What is sometimes called the historical imagination is required to set aside one’s own assumptions about what’s right and wrong—or at least explicitly to acknowledge those assumptions—and to try to see the world through the eyes of people whose attitudes one might find loathsome.
That’s not easy to do, but every good historian makes an effort to do that. Now, that doesn’t mean that one suspends judgment and comes away without any preference for one point of view or another.
What I’m trying to say is that we can be critical and even ashamed of much of our history and, at the same time, accept that it’s our history rather than to say, you know, this has nothing to do with me because I am indignant or outraged by it. I think it helps to acknowledge that posterity is likely to judge us as fallible or foolish or worse, just as we are inclined to judge our predecessors.
For the Jefferson Lecture, I’ve decided to tackle a difficult issue about which there are passionate feelings on all sides. For shorthand purposes, we call it reparations.
We begin with the understanding that a profound and incalculably large injustice was perpetrated in the United States for centuries against millions of people for no reason other than their race.
Even our acknowledgment of this fact is not to be taken for granted. Fifty years ago, America was just starting to admit it, and if you go back 75 years or so, you find this acknowledgment only at the fringes of American intellectual and political life.
So it’s only fairly recently that we’ve begun to be honest about the horrors of slavery and the persistent injustices perpetrated long after the end of slavery on African Americans.
It’s an important step that we, as a society, are finally close to a consensus that slavery was an integral, fundamental part of the American historical experience all along. I’ve heard Ta-Nehisi Coates, who has a great gift for putting things vividly, say that slavery wasn’t a bump in the road. It was the road. It was utterly fundamental to the economic and cultural development of the United States—to the North, with its banks and textile mills, as well as to the South—and to say otherwise is simply to be dishonest about our history.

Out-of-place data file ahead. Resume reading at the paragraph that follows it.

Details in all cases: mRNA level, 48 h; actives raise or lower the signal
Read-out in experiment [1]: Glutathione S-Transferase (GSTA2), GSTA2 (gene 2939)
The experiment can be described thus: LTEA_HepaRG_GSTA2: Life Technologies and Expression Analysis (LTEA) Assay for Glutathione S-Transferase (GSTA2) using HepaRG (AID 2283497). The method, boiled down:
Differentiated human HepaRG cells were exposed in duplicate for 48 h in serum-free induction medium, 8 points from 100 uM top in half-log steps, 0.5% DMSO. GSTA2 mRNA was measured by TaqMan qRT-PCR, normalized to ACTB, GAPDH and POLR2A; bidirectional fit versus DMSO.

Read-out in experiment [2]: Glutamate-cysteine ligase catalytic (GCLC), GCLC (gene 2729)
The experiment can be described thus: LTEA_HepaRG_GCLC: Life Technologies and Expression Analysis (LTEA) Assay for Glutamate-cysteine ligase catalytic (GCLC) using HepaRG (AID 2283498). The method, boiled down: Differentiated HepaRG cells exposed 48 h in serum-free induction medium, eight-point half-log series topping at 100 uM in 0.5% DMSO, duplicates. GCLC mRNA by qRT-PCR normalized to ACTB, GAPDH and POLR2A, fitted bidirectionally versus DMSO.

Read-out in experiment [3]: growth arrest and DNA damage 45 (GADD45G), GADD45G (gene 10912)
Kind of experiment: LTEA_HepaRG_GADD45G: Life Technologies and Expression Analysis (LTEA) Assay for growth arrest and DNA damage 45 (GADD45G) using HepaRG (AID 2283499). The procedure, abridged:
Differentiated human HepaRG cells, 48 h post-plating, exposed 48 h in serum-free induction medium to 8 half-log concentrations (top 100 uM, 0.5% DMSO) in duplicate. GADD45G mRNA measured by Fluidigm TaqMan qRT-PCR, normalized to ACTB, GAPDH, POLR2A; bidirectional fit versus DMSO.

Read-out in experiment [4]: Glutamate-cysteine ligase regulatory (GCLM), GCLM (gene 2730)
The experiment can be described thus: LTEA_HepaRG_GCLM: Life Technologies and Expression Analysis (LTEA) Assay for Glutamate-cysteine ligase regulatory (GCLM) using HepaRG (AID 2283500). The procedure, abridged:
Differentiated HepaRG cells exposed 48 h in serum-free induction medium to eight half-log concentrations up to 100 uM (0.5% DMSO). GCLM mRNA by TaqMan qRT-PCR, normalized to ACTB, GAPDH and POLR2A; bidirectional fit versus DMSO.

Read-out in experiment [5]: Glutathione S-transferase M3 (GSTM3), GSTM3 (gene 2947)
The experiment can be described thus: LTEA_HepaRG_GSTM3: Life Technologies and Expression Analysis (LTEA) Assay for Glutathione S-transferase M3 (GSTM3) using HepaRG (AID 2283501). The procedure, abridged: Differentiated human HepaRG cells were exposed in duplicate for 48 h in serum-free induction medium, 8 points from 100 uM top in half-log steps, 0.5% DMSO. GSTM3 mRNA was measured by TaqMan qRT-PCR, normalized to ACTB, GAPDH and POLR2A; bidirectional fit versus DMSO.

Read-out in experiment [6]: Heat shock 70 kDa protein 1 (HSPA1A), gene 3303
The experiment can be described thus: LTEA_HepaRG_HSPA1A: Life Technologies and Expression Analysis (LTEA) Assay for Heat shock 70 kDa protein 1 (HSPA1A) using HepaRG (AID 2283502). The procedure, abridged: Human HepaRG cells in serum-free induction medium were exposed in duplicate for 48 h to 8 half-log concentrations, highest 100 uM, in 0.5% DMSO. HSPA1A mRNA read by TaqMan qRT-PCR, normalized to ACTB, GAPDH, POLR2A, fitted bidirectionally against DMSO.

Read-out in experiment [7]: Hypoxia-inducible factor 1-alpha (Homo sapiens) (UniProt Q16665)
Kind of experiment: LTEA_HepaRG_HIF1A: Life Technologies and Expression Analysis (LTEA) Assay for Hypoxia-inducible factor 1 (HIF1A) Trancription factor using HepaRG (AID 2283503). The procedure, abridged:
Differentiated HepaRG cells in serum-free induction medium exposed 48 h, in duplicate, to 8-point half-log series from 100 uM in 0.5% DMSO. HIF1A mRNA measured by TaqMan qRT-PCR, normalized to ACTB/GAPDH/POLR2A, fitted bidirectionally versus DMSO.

But that’s when the hard questions start. I mean, What is our responsibility now? What are our responsibilities as people whose ancestors may have been slave owners or who may have benefited indirectly from the institution of slavery? What is our responsibility now, beyond saying, yeah, that was a bad thing—let’s express regret and move on.
I just said that these are hard questions. And this may sound lame, but I think part of my job is to convince people of just how hard they are. What responsibility does the present generation bear for the crimes of the past? There are complex political, historical, moral, and even philosophical aspects to this question—and grappling with it is just the sort of challenge with which the humanities are supposed to help us.
I’m going to try to bring to bear some of those resources on this hard question. It would be foolish to claim that I’m going to arrive at a convincing answer—even convincing to myself. But I’m going to try to open up the problem to multiple perspectives on the premise that this is an essential discussion for us to be having now.
To go back to what I was saying earlier about the American dream and about the Constitution, neither extreme position on this question of reparations is what we need, I think. Not the view that says slavery is behind us, was solved by the Civil War, and should be consigned to the ancient past. I am also dubious about the other side that says, Let’s come up with some monetary value that represents the economic worth stolen from Black people over hundreds of years and cut a check for anyone who can prove they were descended from an enslaved person or has experienced injustice due to their race. I don’t think that’s going to get us very far either. In fact, it’s more likely to inflame the problem than to resolve it.
Somewhere between those two positions are thoughtful ways to try to engage in collective self-scrutiny without accusing or excusing this person or that person of bearing more or less responsibility for the crime. I’m going to try to thread that needle and, who knows, maybe I’ll never be asked to speak again once the lecture is over.
LOWE: I do think you’re extremely brave. Do you really feel that this is the moment when we need to address this topic? And that maybe we can find the answer and to bring this debate to a close?
DELBANCO: Well, I don’t know that we’re ever likely to bring it to a close. It’s nice of you to say I’m brave, though I think it’s sad when writers and scholars censor themselves from addressing topics that matter in a visceral way to lots of people. One has to take one’s chances.